"Being in the hospital can be distressing for anybody," Joshua Klapow, a clinical psychologist at the University of Alabama at Birmingham, said in a statement. "The holidays are about social interactions, the sharing of emotions and connecting as humans, and there is nothing written that says this cannot occur in a hospital setting. Bring the holidays to the hospital."
Hospitals might provide some holiday spirit by providing music therapy and collecting toys and stockings for the children, but family and friends can also help, said Jordan DeMoss, assistant vice president of University of Alabama at Birmingham Hospital.
"First and foremost, visit and spend time with your loved one," DeMoss said. "The simple presence of familiar faces is sometimes all the comfort a patient needs while in the hospital."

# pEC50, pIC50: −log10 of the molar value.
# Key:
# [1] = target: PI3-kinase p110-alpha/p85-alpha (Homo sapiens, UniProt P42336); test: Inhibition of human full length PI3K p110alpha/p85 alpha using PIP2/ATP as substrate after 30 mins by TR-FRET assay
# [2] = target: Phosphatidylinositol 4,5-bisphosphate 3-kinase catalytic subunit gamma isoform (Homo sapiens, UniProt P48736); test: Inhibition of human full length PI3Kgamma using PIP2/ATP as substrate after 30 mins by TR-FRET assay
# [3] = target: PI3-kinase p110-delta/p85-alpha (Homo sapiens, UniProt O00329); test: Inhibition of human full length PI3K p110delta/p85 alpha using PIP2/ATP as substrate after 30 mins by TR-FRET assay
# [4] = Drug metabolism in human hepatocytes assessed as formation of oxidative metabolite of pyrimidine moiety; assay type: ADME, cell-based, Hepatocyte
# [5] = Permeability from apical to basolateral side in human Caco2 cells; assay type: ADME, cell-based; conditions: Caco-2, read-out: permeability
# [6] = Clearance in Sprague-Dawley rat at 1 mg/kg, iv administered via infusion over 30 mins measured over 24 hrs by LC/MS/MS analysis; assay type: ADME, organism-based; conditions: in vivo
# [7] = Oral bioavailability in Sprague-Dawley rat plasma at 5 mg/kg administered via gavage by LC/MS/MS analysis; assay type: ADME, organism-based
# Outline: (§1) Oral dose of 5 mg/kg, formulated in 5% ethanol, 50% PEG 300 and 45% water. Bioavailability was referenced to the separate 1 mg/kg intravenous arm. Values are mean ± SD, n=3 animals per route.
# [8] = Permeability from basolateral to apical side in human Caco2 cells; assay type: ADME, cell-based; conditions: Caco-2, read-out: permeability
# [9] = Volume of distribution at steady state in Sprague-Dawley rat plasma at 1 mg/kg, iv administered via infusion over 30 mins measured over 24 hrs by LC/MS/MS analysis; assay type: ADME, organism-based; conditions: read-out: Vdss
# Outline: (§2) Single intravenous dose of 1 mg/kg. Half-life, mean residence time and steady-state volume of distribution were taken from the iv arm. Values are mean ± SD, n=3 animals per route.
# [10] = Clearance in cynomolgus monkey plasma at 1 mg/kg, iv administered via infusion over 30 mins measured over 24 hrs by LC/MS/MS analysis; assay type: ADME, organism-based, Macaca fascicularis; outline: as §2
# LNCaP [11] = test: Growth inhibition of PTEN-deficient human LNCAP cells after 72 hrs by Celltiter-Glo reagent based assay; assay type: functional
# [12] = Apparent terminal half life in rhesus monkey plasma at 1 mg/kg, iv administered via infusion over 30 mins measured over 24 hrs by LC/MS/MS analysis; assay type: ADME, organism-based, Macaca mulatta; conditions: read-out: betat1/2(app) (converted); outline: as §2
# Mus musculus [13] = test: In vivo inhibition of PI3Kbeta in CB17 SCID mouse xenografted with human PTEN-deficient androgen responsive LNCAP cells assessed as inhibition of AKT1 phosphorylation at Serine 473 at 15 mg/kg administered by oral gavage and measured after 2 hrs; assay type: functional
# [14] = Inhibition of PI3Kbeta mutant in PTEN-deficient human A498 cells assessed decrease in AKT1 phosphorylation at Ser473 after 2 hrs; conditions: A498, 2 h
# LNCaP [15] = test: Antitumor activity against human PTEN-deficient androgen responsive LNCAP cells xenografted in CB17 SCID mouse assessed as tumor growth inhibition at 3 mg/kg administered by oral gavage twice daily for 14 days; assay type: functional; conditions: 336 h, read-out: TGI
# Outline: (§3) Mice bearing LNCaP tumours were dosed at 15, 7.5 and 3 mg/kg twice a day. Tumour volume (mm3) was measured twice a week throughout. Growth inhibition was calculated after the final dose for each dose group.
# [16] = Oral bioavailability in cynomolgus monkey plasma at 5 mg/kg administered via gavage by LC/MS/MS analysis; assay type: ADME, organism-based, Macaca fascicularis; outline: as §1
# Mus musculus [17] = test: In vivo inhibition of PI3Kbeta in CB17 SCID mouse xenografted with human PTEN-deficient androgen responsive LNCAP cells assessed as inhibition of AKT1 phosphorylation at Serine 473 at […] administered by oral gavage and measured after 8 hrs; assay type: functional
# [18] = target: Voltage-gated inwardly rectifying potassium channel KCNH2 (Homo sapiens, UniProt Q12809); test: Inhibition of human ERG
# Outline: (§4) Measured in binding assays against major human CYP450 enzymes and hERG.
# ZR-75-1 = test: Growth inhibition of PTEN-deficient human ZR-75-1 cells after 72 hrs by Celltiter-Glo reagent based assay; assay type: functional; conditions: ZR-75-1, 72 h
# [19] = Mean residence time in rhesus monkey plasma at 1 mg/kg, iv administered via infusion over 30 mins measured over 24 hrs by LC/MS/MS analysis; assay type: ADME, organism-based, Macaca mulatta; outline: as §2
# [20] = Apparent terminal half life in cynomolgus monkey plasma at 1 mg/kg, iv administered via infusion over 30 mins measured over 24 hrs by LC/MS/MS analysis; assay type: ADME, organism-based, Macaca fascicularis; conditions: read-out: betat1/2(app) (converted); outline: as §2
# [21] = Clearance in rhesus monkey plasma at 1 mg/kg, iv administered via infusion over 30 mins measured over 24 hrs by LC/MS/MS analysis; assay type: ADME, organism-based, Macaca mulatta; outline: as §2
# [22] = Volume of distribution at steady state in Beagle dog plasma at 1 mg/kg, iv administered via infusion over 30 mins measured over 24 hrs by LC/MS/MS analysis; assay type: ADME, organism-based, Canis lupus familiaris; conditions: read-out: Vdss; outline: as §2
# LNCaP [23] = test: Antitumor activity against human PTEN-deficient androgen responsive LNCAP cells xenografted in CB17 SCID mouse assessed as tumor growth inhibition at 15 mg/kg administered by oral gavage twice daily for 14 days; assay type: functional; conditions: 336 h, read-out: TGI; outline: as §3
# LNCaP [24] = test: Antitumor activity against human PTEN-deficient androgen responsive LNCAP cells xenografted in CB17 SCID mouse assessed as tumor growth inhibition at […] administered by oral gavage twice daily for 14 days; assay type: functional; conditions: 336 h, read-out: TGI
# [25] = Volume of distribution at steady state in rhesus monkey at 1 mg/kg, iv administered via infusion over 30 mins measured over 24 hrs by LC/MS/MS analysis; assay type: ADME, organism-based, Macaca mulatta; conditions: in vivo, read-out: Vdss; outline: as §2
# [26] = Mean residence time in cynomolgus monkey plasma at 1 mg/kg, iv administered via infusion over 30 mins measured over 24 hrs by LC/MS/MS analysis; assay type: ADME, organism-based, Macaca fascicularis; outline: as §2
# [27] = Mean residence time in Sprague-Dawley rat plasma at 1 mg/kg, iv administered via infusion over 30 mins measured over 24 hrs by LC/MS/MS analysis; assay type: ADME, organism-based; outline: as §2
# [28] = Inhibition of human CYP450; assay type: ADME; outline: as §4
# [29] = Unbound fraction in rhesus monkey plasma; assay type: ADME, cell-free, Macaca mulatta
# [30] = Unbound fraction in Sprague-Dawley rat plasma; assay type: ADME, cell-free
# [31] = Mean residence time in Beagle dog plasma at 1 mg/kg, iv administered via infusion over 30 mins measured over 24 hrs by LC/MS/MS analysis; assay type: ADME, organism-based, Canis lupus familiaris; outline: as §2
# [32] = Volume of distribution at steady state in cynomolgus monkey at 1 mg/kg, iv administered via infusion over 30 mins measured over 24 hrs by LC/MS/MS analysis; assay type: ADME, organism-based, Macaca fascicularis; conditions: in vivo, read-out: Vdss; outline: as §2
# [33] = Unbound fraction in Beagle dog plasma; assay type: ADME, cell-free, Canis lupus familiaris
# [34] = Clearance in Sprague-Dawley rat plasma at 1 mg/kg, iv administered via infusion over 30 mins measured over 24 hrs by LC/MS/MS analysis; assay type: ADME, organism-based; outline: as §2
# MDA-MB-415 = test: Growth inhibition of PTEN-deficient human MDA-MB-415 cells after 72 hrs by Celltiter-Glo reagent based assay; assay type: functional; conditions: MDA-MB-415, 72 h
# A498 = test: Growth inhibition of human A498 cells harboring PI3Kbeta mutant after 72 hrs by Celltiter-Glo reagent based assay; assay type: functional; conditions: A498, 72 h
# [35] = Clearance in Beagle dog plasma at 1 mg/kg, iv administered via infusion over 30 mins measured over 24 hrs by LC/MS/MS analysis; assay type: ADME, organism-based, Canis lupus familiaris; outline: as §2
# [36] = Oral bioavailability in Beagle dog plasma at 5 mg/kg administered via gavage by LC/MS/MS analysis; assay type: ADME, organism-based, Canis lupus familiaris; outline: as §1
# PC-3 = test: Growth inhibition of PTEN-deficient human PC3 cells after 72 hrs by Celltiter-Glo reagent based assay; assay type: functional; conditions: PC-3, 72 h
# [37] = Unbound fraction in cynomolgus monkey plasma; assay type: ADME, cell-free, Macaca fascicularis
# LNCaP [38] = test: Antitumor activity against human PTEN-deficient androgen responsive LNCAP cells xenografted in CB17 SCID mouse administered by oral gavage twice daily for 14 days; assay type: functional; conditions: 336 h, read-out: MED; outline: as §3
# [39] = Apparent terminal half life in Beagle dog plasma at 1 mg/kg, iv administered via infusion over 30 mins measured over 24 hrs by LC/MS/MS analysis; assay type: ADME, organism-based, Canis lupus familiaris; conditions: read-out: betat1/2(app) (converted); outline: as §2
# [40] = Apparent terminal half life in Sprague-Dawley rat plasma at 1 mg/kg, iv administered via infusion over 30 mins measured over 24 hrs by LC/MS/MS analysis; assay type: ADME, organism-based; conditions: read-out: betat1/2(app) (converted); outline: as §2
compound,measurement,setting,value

DeMoss also suggested:
-- Bring decorations like lights and stockings to the hospital room.
-- If dietary rules allow, bring in your loved one's favorite food or tell a nurse about their favorite holiday meal.
-- Ask care providers if a massage is safe for the patient; if so, arrange for a licensed massage therapist to deliver a "house call."
-- If no in-room music therapy, bring a stereo or an iPod.
-- Engage in familiar activities such as knitting or video games to help divert a patient.